Community members and advocates filled the city council chamber at City Hall on June 19 to voice concerns and ask questions at a hearing regarding the usage of police surveillance in the city of Boston.
District 5 councilor Timothy McCarthy chaired the hearing, which was co-sponsored by Councilor At-Large Michelle Wu and Council President Andrea Campbell from District 4. The hearing had also been pushed for by #BosCops, a coalition of several local advocacy groups concerned with the surveillance tactics and technology Boston law enforcement has employed and, in particular, their effects in minority working class communities.
The Boston Police Department was represented in the first panel by Superintendent-in-Chief William Gross and Chief of Bureau of Administration and Technology John Daley.
Assistant Chief of Boston Regional Intelligence Center (BRIC) David Carabin, who was also part of the first panel, opened with his own testimony to define and clarify what his organization does.
“BRIC serves as the city’s and region’s central point for collection synthesis, analysis, and dissemination to police and priority security partners” Carrabin explained. “Furthermore, the BRIC is a resource that supports the city’s public safety responsibilities by sustaining a trusted network for which information can be collected, maintained, and shared in a manner that protects our communities and the privacy civil rights and civil liberties of our citizens.” BRIC is one of 72 fusion centers formed across the nation in response to 9/11.
The first panel yielded questions from council members regarding the policies in place by Boston law enforcement regarding the efficiency and the transparency of their use of surveillance technology.
In response to a question of citizen consent and direct approval from the City Council of any surveillance local law enforcement enacts, Gross expressed his willingness to have those discussions, stating, “Our city has been attacked twice and we always want to be ahead of the game. Anything that ensures the safety of the citizens, we are willing to have that conversation.”
“We don’t want to make any purchases where anyone thinks we trying to sneak in technology, to be to intrusive,” continued Gross. “We are all keenly aware of George Orwell, ‘Big Brother is watching’, and we don’t want to be that type of brother.”
After the council members finished their questions for the panel, the three gathered their belongings and left the Chamber, much to the disapproval of those in attendance that had yet to speak.
Upon exiting the Chamber, Superintendent-in-Chief Gross told Spare Change News “This is just the beginning, we need to have more talks, and I’m glad that everyone is here to voice their opinions, so we can educate people about what’s going on.”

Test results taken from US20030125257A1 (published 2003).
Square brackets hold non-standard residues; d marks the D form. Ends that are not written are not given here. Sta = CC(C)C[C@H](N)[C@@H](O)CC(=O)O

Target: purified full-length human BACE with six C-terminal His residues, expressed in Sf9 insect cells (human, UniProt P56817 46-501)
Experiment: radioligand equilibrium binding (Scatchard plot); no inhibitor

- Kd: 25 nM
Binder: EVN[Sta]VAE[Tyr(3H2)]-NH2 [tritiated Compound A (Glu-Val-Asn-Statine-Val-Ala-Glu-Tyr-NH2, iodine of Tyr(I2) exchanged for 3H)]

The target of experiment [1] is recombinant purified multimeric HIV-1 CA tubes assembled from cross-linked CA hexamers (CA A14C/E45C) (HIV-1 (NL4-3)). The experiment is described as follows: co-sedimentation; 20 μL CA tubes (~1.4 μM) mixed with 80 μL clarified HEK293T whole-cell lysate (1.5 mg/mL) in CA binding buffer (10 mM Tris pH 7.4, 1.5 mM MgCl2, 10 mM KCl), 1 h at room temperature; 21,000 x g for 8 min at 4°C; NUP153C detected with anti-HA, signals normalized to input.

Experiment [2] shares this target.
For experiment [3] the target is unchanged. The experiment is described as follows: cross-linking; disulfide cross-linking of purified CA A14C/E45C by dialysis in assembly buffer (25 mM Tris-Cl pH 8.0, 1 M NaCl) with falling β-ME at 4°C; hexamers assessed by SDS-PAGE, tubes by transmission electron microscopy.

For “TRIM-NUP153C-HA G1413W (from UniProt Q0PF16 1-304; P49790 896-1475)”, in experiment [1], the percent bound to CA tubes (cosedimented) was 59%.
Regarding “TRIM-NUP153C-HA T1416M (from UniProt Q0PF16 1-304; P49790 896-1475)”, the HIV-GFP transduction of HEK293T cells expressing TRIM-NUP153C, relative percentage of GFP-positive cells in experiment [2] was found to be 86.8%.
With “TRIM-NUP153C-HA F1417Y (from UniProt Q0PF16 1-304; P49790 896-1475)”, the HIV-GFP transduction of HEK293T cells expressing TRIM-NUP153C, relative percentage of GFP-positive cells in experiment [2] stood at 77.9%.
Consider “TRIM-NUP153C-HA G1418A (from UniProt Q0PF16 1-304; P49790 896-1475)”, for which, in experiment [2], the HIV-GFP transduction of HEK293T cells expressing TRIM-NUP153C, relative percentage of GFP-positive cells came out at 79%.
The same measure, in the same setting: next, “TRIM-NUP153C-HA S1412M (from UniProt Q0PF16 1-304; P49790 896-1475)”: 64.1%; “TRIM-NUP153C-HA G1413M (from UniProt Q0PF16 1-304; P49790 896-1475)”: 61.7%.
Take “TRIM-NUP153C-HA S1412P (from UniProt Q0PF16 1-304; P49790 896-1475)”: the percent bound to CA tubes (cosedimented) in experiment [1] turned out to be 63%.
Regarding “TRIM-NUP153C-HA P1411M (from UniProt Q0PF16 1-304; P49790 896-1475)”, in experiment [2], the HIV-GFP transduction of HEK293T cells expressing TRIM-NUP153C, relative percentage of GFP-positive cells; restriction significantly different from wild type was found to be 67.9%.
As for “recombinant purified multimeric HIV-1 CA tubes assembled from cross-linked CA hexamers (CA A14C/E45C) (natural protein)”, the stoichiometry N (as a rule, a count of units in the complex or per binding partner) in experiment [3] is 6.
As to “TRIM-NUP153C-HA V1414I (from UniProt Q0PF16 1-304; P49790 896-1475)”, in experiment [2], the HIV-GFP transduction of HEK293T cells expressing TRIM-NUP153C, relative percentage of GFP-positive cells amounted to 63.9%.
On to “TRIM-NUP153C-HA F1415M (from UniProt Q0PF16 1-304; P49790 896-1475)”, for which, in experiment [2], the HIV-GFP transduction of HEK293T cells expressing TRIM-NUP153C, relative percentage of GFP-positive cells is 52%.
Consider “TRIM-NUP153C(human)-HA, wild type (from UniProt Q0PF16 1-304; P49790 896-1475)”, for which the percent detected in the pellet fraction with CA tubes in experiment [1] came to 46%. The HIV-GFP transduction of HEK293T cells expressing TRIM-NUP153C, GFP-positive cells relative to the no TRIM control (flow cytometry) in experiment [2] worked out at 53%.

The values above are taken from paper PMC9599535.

Gross finished by stating, “we have to address these conversations, you have to talk to the people” before being confronted by upset advocates who demanded to know why the officers were leaving the hearing so early.
Criticism also came from within the Chamber during the second panel, comprised of representatives from local advocacy groups and members of the community.
“Generally in the city of Boston, a thing we see a lot at hearings like this is that the police come and they speak and they talk about how much they care about the community and the community voices and then they leave before they have a chance to listen to what the community had to say,” Kate Crockford of the ACLU said to council members. “I just find that really troubling.”
My’Kel McMillen, who also sat on the second panel, told Spare Change that the actions of the police representatives isn’t anything new. “These conversations are very constructive, especially with [councilor] Michelle Wu doing this hearing,” McMillen said. “More so, from the police standpoint, I feel they were very stagnant with their answers, we really didn’t get the answers we wanted to hear.” McMillen was chosen to sit on the panel after he accused BPD of flying surveillance drones in Jamaica Plain without informing residents.
“Ultimately, this is not a debate about being for or against innovation. It’s facilitating the innovation that city residents want and most need,” concluded panelist Ben Green of Harvard’s Berkman Klein Center of Internet and Society. “After all, being a smart city means more than just using technology wherever possible, it means being smart about accomplishing our policy goals with the aid of technology but without violating public rights.”